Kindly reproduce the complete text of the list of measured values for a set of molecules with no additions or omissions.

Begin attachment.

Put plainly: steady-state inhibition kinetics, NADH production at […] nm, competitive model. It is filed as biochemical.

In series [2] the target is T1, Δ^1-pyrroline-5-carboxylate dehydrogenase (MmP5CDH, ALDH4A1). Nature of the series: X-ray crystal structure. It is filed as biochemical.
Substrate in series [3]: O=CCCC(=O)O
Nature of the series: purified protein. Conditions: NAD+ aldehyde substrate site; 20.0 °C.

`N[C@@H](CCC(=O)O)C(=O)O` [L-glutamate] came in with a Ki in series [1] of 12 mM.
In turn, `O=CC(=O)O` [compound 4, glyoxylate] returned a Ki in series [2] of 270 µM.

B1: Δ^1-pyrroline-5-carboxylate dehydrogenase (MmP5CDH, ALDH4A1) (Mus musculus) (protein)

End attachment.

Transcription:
Put plainly: steady-state inhibition kinetics, NADH production at […] nm, competitive model. It is filed as biochemical.

In series [2] the target is T1, Δ^1-pyrroline-5-carboxylate dehydrogenase (MmP5CDH, ALDH4A1). Nature of the series: X-ray crystal structure. It is filed as biochemical.
Substrate in series [3]: O=CCCC(=O)O
Nature of the series: purified protein. Conditions: NAD+ aldehyde substrate site; 20.0 °C.

`N[C@@H](CCC(=O)O)C(=O)O` [L-glutamate] came in with a Ki in series [1] of 12 mM.
In turn, `O=CC(=O)O` [compound 4, glyoxylate] returned a Ki in series [2] of 270 µM.

B1: Δ^1-pyrroline-5-carboxylate dehydrogenase (MmP5CDH, ALDH4A1) (Mus musculus) (protein)